Do military personnel in southeastern Connecticut feel welcome in the local community?

The Day

By: Julia Bergman

March 16, 2021

While service members are regularly queried about racism and discrimination within the ranks, they’re less likely to be asked about what they are experiencing in the communities where they live and work.

A national survey, which is circulating among southeastern Connecticut military personnel and their families, seeks to better understand sentiments about racial equality in the communities where military installations are based. The survey also is seeking input from veterans and civilians who work for the Department of Defense.

The national nonprofit Association of Defense Communities, prompted by the conversations on racial inequality spurred by the killing of George Floyd and other Black Americans, is heading up the effort to examine the issue at the local level.

The defense group, in partnership with the consulting firm Booz Allen Hamilton, developed the survey, which was first sent out nationally before it was provided to local military communities to do their own assessments.

“This is not the Department of Defense conducting a survey,” said Bob Ross, executive director of the state’s Office of Military Affairs and an ADC board member. “Local communities are conducting the survey as part of their own assessments.”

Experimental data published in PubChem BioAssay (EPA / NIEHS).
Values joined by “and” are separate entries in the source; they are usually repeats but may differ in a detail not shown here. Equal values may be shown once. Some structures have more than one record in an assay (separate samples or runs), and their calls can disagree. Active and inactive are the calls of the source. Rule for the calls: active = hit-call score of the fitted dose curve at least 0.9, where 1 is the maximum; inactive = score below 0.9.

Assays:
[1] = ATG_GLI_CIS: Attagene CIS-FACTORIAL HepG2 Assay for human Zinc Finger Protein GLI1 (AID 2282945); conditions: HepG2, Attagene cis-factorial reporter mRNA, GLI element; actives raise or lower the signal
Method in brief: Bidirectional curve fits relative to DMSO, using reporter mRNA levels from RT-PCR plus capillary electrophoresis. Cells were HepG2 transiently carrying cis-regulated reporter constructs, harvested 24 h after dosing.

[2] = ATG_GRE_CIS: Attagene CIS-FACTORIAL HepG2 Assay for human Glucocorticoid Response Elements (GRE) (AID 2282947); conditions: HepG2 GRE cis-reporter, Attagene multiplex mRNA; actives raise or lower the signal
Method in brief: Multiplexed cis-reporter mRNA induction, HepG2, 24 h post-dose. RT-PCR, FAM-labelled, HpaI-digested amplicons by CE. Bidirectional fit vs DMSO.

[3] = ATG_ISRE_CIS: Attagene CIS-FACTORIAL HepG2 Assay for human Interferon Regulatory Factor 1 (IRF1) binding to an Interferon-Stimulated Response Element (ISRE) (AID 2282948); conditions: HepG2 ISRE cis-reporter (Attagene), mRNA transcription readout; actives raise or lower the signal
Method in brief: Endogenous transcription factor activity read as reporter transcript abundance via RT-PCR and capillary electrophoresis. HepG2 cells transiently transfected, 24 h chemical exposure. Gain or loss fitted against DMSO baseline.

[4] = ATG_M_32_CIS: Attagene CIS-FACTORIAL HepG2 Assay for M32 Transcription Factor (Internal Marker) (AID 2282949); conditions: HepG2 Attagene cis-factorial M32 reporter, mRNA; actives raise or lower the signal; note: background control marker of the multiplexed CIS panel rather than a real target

Ross said the results will be shared with military commanders in the state, community leaders, the news media and others. The goal is to host listening sessions to allow small groups of people to discuss the survey's findings, and identify areas for improvement and actions that can be taken, he said.

In total, 1,726 individuals took the national survey and provided information about their race and ethnicity. The findings showed that Black respondents perceive greater effects of racial inequity in defense communities than their peers, ADC said in a recent report.

Some of the questions ask respondents whether they feel a sense of belonging in their community, if they feel they’ve been treated fairly and equitably based on their race and/or ethnicity, and whether they feel their local government is adequately addressing diversity and equity.

The survey, which is open through March 26, can be found here.   

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